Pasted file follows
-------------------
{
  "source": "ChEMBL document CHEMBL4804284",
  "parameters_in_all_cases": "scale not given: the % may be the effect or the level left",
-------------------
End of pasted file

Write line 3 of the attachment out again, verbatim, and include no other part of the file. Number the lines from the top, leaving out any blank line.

  "parameters_in_all_cases": "scale not given: the % may be the effect or the level left",